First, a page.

1. Chase the Northern Lights
Even in today’s scientific world we remain under the spell of the Northern Lights, nature’s magnificent diaphanous display that turns the crisp Arctic night into a dancing display of disco beams. With Tromsø just a few hours’ flight from Britain, these celestial charms have never been easier to find.
2. Drive a snowmobile past the Lyngen Alps
To the east of the city lie the Lyngen Alps, a range of sharp snow-capped peaks that extend northwards towards the Norwegian Sea, dropping dramatically to Lyngenfjord on the far side. Riding a snowmobile is the best way to view this imposing landscape, giving you the agility and power to carve your way up steep ascents and meander through thick forests.
Want to enjoy the view without the effort of ski walking? Hop on a snowmobile instead!
3. Take a husky safari through the Arctic wilderness
The peoples of the Arctic haven’t lost the need for a well-trained pack of huskies. A mode of transport that has changed little in a thousand years, dogsledding remains the most reliable way of getting around, and, as you glide over the ice with the hazy wintry light filtering through the trees and glittering off the ground, you’ll appreciate it’s the most beautiful mode of travel too.
4. Take a Northern Lights dinner cruise through Tromso harbour
Chasing the aurora with a trip into a wilderness with zero light pollution may well be the best way to guarantee a front row seat at the polar show, but a dinner cruise is the equivalent of getting a box, adding an atmosphere of pure refinement. Dining on delicacies, sipping fine wine, accompanied by the moody lighting of the Tromsø quayside is possibly the best way to view the Northern Lights in style.
5. Indulge in the five-course tasting menu at Emma's Drømmekjøkken
Say ‘drømmekjøkken’ enough times and you might be able to work out the English translation. No? ‘Dream kitchen’. The menu here lives up to its name, offering treats such as carpaccio of whale, roasted roe deer and a klippfisk soup, a local delicacy of dried, salted cod, all served alongside the catch of the day and a smorgasbord of fresh local produce, providing an unforgettable introduction to Arctic haute cuisine.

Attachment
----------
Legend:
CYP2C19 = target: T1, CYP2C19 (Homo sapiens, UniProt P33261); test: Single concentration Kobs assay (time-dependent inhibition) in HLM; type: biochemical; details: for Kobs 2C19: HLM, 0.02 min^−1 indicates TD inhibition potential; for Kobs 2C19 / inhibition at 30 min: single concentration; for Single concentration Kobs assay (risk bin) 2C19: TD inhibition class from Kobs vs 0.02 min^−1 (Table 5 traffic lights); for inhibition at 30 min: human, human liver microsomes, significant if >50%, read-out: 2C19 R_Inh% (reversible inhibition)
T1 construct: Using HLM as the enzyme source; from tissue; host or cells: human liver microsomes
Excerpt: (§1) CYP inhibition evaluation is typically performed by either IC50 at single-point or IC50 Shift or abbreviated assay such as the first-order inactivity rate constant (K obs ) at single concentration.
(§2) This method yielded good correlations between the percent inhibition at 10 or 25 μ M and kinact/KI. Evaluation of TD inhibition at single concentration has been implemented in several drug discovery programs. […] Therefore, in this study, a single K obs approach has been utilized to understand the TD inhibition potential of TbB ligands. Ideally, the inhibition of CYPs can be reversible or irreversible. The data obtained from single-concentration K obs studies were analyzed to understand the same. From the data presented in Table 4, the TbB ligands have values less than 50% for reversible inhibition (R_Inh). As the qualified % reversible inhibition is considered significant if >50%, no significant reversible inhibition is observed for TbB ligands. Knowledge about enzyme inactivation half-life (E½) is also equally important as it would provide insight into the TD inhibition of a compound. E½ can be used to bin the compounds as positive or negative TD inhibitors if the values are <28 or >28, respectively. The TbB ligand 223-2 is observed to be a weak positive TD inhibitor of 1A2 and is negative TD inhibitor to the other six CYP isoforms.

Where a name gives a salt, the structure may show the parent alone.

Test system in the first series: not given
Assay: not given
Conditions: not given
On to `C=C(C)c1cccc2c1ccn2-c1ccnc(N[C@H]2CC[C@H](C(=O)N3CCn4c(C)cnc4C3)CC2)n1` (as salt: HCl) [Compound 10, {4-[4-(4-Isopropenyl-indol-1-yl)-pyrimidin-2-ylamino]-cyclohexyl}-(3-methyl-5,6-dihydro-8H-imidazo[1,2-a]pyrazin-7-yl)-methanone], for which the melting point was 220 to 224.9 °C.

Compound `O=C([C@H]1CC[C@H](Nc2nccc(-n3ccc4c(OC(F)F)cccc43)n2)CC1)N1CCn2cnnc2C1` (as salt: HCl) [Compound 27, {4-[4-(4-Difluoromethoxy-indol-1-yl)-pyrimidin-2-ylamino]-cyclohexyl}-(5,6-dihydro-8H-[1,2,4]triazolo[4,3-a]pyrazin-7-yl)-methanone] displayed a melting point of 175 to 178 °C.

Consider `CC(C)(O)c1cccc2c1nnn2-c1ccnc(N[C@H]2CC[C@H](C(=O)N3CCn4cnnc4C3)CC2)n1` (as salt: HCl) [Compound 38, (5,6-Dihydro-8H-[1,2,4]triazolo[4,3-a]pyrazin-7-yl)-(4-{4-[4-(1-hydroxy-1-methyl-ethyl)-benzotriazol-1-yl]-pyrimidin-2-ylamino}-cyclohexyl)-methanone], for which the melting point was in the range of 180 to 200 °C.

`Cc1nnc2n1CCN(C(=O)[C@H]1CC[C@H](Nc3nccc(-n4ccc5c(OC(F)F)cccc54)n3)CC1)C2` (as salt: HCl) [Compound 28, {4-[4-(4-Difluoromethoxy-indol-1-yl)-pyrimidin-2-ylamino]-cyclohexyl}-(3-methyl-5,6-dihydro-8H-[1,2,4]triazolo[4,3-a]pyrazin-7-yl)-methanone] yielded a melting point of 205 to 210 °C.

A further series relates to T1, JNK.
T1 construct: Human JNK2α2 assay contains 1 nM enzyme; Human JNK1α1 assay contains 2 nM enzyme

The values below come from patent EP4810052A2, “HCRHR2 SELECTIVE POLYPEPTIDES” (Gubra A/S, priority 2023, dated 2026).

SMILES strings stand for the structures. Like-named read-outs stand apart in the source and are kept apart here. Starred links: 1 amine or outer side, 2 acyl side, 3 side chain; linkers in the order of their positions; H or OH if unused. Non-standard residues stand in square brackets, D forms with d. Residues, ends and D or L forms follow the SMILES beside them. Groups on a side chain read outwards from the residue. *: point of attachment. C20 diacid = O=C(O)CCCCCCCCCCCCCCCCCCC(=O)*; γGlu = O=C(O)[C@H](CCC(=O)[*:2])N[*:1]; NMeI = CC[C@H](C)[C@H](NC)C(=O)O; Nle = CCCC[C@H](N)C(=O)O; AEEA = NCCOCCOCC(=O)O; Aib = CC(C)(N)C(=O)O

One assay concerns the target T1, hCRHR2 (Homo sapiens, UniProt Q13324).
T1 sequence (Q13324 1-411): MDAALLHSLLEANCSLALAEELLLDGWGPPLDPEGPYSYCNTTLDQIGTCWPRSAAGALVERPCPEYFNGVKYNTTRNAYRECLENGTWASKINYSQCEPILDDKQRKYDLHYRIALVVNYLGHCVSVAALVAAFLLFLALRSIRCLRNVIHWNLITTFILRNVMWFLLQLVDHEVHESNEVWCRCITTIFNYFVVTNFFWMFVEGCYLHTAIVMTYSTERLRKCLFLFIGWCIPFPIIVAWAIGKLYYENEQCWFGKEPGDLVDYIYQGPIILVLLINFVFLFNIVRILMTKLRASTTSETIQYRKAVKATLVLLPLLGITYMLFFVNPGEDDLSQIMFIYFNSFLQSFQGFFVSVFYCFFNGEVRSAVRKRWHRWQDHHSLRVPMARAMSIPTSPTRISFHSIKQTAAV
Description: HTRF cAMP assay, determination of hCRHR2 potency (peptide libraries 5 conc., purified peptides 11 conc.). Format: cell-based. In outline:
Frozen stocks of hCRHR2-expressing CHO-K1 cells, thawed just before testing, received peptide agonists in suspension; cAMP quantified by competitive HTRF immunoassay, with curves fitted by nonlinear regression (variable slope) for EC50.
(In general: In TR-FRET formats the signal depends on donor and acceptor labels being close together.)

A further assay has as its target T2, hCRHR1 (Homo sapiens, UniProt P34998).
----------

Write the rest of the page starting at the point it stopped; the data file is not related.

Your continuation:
6. Head for a traditional Tromso night out
Start your night at the Ølhallen, whose status as the oldest tavern in town is confirmed by its rather unimaginative name, which translates to ‘ale hall’. This atmospheric venue dates back to the 1920s, and serves sixteen varieties of locally-brewed Mack beer, from the world’s northernmost brewery. Afterwards, weave your way to the Tromsdalen Kirke, affectionately known as the Arctic Cathedral, a distinctive local landmark that hosts midnight concerts of folk songs and hymns.
A, how could we put it, 'friendly' welcome awaits as you enter Ølhallen!
7. Spend the night in a fjord-side fisherman's cabin at Malangen Resort
The painted wooden cabins of this scenic resort that fringe the shore of Malangen fjord mimic the traditional fishing huts that you’ll spot all over Norway’s Arctic fjordlands: small, simple boxes raised on stilts, coloured in vermillion to make a chocolate-box image when combined with the idyllic mountain backdrop and the gently lapping sea.
8. Gaze over Lyngenfjord as you soak in a hot tub
One of the most glorious lodge locations in Norway, Lyngen Lodge blends beautifully with the environment thanks to the use of traditional materials in its construction: pine timber and an insulating turf roof. By day, gaze across the narrow fjord at an endless vista of icy mountains, and at night watch the Northern Lights play over the peaks.
While at Lyngen Lodge, why not try your hand at authentic ice fishing?
9. Search for humpback and killer whales in the Tromso fjords
Venture out to view two of the world’s most intelligent creatures in action. The orcas of the Arctic have devised a clever hunting technique, herding shoals of herring close to the surface before slapping down their tailfins, creating shockwaves that stun the fish. Hungry humpbacks join in the feeding frenzy, creating a spectacular sight if you’re lucky enough to witness it.
10. Feed reindeer & learn about Sami culture
More closely related to the Arctic peoples of Siberia than to the Vikings, these semi-nomadic pastoralists have inhabited Norway’s northern regions for millennia. Masters of trapping, fishing and reindeer herding, the Sami showcase an ancient and sustainable way to live off the land, and studying their culture offers a fascinating insight into man’s ability to adapt to almost any environment.